U.S. officials estimate Russia has massed 40,000 troops close to Ukraine's borders, while Kyiv says the Russian buildup is closer to 100,000 military personnel. 
     
    Ukraine's immediate neighbors - former Soviet republics that gained independence with the 1991 dissolution of the Soviet Union - have condemned the Crimean annexation as well as the mounting pressure on Kyiv from the Russian troop presence. 
     
    The United Nations also has condemned the annexation, while the United States and its European allies have begun imposing economic sanctions against Moscow.
     
    Relations between Russia and Ukraine plummeted nearly a month ago, when Russian forces moved into Crimea. A short-notice referendum quickly followed, resulting in a vote declaring the peninsula’s secession from Ukraine and move toward integration with Russia.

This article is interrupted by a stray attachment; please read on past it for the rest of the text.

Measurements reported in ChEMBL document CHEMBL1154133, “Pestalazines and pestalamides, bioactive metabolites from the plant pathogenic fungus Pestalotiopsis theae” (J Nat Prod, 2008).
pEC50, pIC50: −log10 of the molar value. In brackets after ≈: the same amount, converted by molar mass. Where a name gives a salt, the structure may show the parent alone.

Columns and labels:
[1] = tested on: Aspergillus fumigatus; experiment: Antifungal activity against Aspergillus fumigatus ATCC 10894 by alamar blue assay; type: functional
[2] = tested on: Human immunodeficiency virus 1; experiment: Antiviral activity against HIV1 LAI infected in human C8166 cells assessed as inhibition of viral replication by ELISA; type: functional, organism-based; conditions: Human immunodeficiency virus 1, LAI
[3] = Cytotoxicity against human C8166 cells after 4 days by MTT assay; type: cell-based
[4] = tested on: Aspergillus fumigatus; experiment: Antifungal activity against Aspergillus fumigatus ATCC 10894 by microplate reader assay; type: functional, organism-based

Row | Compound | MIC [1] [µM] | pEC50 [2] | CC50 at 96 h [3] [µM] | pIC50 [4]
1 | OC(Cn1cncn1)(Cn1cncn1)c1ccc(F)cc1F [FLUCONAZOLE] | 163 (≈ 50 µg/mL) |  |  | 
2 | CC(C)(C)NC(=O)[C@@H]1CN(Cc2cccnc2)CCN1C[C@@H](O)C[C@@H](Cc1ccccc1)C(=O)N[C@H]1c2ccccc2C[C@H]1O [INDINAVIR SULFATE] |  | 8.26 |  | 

Russian President Vladimir Putin and the Russian parliament subsequently annexed Crimea, making it part of the Russian Federation.

    You May Like

    Escalation of Media Crackdown in Turkey Heightens Concerns

    Critics see 'a new dark age' as arrests of journalists, closures of media outlets by Erdogan government mount

    Russia Boasts of Troop Buildup on Flank, Draws Flak

    Russian military moves counter to efforts to de-escalate tensions, State Department says

    Video Iraqis Primed to March on Mosul, Foreign Minister Says

    Iraqi FM Ibrahim al-Jaafari tells VOA the campaign will meet optimistic expectations, even though US officials remain cautious

    This forum has been closed.
    Comment Sorting
    Comments
         
    by: Boltar from: Scandinavia
    March 31, 2014 12:40 AM
    There were no such thing as a post cold war, it was just an illusion. Meanwhile the russians had time to lick their wounds, gain money from west to rebuild a new modern russian army. Like the rise of the Fenix bird in greek mythologhy.